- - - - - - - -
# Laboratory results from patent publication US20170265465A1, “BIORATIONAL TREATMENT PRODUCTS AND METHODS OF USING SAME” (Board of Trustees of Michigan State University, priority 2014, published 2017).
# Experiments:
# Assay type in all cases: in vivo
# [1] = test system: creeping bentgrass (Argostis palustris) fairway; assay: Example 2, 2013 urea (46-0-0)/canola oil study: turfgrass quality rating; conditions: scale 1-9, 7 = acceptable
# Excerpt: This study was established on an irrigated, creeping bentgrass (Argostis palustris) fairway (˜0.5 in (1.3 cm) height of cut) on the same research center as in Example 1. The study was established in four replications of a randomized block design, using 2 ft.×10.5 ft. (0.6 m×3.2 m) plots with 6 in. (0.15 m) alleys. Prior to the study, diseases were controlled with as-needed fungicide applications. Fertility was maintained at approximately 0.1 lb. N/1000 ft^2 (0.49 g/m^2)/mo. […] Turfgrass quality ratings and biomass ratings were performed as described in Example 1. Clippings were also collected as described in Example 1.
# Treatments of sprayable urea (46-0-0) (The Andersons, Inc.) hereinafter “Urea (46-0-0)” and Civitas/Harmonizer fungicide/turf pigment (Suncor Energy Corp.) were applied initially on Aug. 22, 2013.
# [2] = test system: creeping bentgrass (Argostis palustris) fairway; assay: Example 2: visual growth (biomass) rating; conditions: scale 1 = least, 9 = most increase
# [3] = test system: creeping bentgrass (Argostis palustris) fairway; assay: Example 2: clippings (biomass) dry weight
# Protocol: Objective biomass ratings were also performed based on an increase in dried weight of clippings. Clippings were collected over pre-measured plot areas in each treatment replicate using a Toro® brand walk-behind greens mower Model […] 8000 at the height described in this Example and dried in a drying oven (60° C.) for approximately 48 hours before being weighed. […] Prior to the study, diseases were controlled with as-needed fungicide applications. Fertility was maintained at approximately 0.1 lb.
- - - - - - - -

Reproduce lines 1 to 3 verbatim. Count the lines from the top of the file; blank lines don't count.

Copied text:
# Laboratory results from patent publication US20170265465A1, “BIORATIONAL TREATMENT PRODUCTS AND METHODS OF USING SAME” (Board of Trustees of Michigan State University, priority 2014, published 2017).
# Experiments:
# Assay type in all cases: in vivo